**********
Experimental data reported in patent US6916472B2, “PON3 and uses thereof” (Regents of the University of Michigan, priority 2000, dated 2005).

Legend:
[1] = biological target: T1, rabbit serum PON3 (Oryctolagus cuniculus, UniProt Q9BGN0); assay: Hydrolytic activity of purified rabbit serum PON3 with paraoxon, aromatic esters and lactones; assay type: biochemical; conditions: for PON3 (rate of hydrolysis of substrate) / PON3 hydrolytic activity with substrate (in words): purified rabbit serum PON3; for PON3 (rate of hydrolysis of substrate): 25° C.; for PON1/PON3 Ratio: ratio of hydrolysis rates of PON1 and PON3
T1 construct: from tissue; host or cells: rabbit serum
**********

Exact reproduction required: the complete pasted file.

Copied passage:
Experimental data reported in patent US6916472B2, “PON3 and uses thereof” (Regents of the University of Michigan, priority 2000, dated 2005).

Legend:
[1] = biological target: T1, rabbit serum PON3 (Oryctolagus cuniculus, UniProt Q9BGN0); assay: Hydrolytic activity of purified rabbit serum PON3 with paraoxon, aromatic esters and lactones; assay type: biochemical; conditions: for PON3 (rate of hydrolysis of substrate) / PON3 hydrolytic activity with substrate (in words): purified rabbit serum PON3; for PON3 (rate of hydrolysis of substrate): 25° C.; for PON1/PON3 Ratio: ratio of hydrolysis rates of PON1 and PON3
T1 construct: from tissue; host or cells: rabbit serum